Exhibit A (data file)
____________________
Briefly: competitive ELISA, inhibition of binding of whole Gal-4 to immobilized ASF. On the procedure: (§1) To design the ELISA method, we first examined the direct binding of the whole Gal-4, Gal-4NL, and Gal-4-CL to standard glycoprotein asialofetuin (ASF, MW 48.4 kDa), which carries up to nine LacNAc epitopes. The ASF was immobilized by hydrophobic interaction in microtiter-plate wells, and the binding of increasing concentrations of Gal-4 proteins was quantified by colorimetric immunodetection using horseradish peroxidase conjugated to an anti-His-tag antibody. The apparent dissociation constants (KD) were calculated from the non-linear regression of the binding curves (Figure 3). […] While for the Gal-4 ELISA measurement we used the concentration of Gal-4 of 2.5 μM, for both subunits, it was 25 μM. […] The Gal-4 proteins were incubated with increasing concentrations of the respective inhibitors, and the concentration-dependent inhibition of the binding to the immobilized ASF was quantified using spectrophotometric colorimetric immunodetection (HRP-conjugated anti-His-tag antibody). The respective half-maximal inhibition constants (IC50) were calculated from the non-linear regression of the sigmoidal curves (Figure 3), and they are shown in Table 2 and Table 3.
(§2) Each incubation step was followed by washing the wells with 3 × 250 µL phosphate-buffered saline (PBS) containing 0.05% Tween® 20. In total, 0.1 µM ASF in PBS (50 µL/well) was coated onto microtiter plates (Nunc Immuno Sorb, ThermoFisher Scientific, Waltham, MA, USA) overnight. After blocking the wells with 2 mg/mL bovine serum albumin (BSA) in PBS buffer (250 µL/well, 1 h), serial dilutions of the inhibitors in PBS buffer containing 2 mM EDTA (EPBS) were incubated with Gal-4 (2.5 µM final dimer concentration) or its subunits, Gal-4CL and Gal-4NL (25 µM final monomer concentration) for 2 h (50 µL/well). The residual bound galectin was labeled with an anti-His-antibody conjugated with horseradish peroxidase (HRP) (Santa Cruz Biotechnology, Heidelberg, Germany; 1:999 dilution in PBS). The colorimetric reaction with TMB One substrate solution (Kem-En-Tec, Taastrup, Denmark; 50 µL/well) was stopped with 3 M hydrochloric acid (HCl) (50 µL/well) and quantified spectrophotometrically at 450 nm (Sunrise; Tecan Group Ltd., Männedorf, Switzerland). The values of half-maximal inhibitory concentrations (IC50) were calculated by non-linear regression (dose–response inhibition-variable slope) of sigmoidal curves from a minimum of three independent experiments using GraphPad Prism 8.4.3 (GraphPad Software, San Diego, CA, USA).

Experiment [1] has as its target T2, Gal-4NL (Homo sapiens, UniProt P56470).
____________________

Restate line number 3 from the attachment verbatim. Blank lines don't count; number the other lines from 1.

Experiment [1] has as its target T2, Gal-4NL (Homo sapiens, UniProt P56470).